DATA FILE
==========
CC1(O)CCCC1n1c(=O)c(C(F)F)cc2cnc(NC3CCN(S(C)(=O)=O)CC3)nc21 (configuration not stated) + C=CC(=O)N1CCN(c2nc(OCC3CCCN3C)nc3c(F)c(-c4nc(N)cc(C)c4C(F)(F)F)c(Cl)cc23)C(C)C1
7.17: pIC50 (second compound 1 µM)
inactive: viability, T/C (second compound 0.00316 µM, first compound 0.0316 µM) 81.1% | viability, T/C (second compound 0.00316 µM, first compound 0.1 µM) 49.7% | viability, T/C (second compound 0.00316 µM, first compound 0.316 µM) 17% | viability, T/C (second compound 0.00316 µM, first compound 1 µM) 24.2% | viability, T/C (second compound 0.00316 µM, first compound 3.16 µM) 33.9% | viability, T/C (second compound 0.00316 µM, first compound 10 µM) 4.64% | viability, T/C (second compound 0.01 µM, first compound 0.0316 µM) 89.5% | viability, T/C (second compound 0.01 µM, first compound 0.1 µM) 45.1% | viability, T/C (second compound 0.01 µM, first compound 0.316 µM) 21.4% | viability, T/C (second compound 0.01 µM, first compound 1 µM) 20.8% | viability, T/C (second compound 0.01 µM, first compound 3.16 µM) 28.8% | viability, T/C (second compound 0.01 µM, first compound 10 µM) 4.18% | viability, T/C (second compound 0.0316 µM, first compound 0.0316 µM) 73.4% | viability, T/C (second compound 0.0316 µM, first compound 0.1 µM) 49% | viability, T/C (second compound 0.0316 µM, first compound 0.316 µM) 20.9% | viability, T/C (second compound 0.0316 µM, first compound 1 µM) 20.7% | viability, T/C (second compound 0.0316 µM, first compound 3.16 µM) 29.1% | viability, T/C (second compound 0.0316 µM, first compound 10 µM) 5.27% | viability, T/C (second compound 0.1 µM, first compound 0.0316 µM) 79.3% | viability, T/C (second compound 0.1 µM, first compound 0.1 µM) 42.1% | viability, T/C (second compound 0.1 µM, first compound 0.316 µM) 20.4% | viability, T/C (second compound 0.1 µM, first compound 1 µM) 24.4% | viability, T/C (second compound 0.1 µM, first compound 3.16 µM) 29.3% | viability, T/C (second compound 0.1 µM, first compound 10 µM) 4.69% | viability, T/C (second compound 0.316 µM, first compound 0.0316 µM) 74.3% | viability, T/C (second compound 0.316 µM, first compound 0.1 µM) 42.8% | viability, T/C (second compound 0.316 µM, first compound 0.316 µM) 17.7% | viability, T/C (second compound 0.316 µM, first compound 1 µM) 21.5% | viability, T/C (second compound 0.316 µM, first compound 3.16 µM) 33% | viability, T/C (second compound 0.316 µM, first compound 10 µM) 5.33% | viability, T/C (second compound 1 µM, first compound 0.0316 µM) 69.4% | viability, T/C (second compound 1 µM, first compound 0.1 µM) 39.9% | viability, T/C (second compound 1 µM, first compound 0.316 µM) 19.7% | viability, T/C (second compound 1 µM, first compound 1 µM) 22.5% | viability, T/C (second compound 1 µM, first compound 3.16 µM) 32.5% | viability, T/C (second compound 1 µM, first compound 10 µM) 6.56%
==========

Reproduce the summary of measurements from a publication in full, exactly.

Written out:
CC1(O)CCCC1n1c(=O)c(C(F)F)cc2cnc(NC3CCN(S(C)(=O)=O)CC3)nc21 (configuration not stated) + C=CC(=O)N1CCN(c2nc(OCC3CCCN3C)nc3c(F)c(-c4nc(N)cc(C)c4C(F)(F)F)c(Cl)cc23)C(C)C1
7.17: pIC50 (second compound 1 µM)
inactive: viability, T/C (second compound 0.00316 µM, first compound 0.0316 µM) 81.1% | viability, T/C (second compound 0.00316 µM, first compound 0.1 µM) 49.7% | viability, T/C (second compound 0.00316 µM, first compound 0.316 µM) 17% | viability, T/C (second compound 0.00316 µM, first compound 1 µM) 24.2% | viability, T/C (second compound 0.00316 µM, first compound 3.16 µM) 33.9% | viability, T/C (second compound 0.00316 µM, first compound 10 µM) 4.64% | viability, T/C (second compound 0.01 µM, first compound 0.0316 µM) 89.5% | viability, T/C (second compound 0.01 µM, first compound 0.1 µM) 45.1% | viability, T/C (second compound 0.01 µM, first compound 0.316 µM) 21.4% | viability, T/C (second compound 0.01 µM, first compound 1 µM) 20.8% | viability, T/C (second compound 0.01 µM, first compound 3.16 µM) 28.8% | viability, T/C (second compound 0.01 µM, first compound 10 µM) 4.18% | viability, T/C (second compound 0.0316 µM, first compound 0.0316 µM) 73.4% | viability, T/C (second compound 0.0316 µM, first compound 0.1 µM) 49% | viability, T/C (second compound 0.0316 µM, first compound 0.316 µM) 20.9% | viability, T/C (second compound 0.0316 µM, first compound 1 µM) 20.7% | viability, T/C (second compound 0.0316 µM, first compound 3.16 µM) 29.1% | viability, T/C (second compound 0.0316 µM, first compound 10 µM) 5.27% | viability, T/C (second compound 0.1 µM, first compound 0.0316 µM) 79.3% | viability, T/C (second compound 0.1 µM, first compound 0.1 µM) 42.1% | viability, T/C (second compound 0.1 µM, first compound 0.316 µM) 20.4% | viability, T/C (second compound 0.1 µM, first compound 1 µM) 24.4% | viability, T/C (second compound 0.1 µM, first compound 3.16 µM) 29.3% | viability, T/C (second compound 0.1 µM, first compound 10 µM) 4.69% | viability, T/C (second compound 0.316 µM, first compound 0.0316 µM) 74.3% | viability, T/C (second compound 0.316 µM, first compound 0.1 µM) 42.8% | viability, T/C (second compound 0.316 µM, first compound 0.316 µM) 17.7% | viability, T/C (second compound 0.316 µM, first compound 1 µM) 21.5% | viability, T/C (second compound 0.316 µM, first compound 3.16 µM) 33% | viability, T/C (second compound 0.316 µM, first compound 10 µM) 5.33% | viability, T/C (second compound 1 µM, first compound 0.0316 µM) 69.4% | viability, T/C (second compound 1 µM, first compound 0.1 µM) 39.9% | viability, T/C (second compound 1 µM, first compound 0.316 µM) 19.7% | viability, T/C (second compound 1 µM, first compound 1 µM) 22.5% | viability, T/C (second compound 1 µM, first compound 3.16 µM) 32.5% | viability, T/C (second compound 1 µM, first compound 10 µM) 6.56%